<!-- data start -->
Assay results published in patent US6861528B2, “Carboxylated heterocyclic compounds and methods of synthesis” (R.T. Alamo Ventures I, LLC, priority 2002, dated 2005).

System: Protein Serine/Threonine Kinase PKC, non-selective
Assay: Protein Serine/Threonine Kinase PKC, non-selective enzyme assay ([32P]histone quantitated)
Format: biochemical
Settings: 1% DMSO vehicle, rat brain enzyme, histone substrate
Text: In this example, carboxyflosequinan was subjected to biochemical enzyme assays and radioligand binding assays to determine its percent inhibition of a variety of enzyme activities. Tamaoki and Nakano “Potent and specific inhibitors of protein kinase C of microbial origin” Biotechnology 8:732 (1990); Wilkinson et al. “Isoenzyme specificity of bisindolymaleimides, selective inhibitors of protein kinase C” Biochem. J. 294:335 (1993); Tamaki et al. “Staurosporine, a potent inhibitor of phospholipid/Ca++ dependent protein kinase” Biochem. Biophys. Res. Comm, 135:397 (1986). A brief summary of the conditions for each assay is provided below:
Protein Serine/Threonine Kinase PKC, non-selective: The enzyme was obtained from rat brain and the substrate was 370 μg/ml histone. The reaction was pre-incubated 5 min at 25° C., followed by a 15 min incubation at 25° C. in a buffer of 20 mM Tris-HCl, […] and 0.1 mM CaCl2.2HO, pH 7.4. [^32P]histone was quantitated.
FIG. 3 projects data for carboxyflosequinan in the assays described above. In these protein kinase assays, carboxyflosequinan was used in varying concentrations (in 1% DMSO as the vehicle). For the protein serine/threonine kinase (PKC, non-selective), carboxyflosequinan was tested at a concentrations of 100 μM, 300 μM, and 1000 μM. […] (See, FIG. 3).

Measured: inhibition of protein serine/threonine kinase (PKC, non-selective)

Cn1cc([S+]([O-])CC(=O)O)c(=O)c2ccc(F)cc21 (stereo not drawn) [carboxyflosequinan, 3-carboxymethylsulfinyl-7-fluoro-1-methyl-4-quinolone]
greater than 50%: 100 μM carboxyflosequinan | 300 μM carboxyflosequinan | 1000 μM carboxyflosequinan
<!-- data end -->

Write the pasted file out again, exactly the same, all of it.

Assay results published in patent US6861528B2, “Carboxylated heterocyclic compounds and methods of synthesis” (R.T. Alamo Ventures I, LLC, priority 2002, dated 2005).

System: Protein Serine/Threonine Kinase PKC, non-selective
Assay: Protein Serine/Threonine Kinase PKC, non-selective enzyme assay ([32P]histone quantitated)
Format: biochemical
Settings: 1% DMSO vehicle, rat brain enzyme, histone substrate
Text: In this example, carboxyflosequinan was subjected to biochemical enzyme assays and radioligand binding assays to determine its percent inhibition of a variety of enzyme activities. Tamaoki and Nakano “Potent and specific inhibitors of protein kinase C of microbial origin” Biotechnology 8:732 (1990); Wilkinson et al. “Isoenzyme specificity of bisindolymaleimides, selective inhibitors of protein kinase C” Biochem. J. 294:335 (1993); Tamaki et al. “Staurosporine, a potent inhibitor of phospholipid/Ca++ dependent protein kinase” Biochem. Biophys. Res. Comm, 135:397 (1986). A brief summary of the conditions for each assay is provided below:
Protein Serine/Threonine Kinase PKC, non-selective: The enzyme was obtained from rat brain and the substrate was 370 μg/ml histone. The reaction was pre-incubated 5 min at 25° C., followed by a 15 min incubation at 25° C. in a buffer of 20 mM Tris-HCl, […] and 0.1 mM CaCl2.2HO, pH 7.4. [^32P]histone was quantitated.
FIG. 3 projects data for carboxyflosequinan in the assays described above. In these protein kinase assays, carboxyflosequinan was used in varying concentrations (in 1% DMSO as the vehicle). For the protein serine/threonine kinase (PKC, non-selective), carboxyflosequinan was tested at a concentrations of 100 μM, 300 μM, and 1000 μM. […] (See, FIG. 3).

Measured: inhibition of protein serine/threonine kinase (PKC, non-selective)

Cn1cc([S+]([O-])CC(=O)O)c(=O)c2ccc(F)cc21 (stereo not drawn) [carboxyflosequinan, 3-carboxymethylsulfinyl-7-fluoro-1-methyl-4-quinolone]
greater than 50%: 100 μM carboxyflosequinan | 300 μM carboxyflosequinan | 1000 μM carboxyflosequinan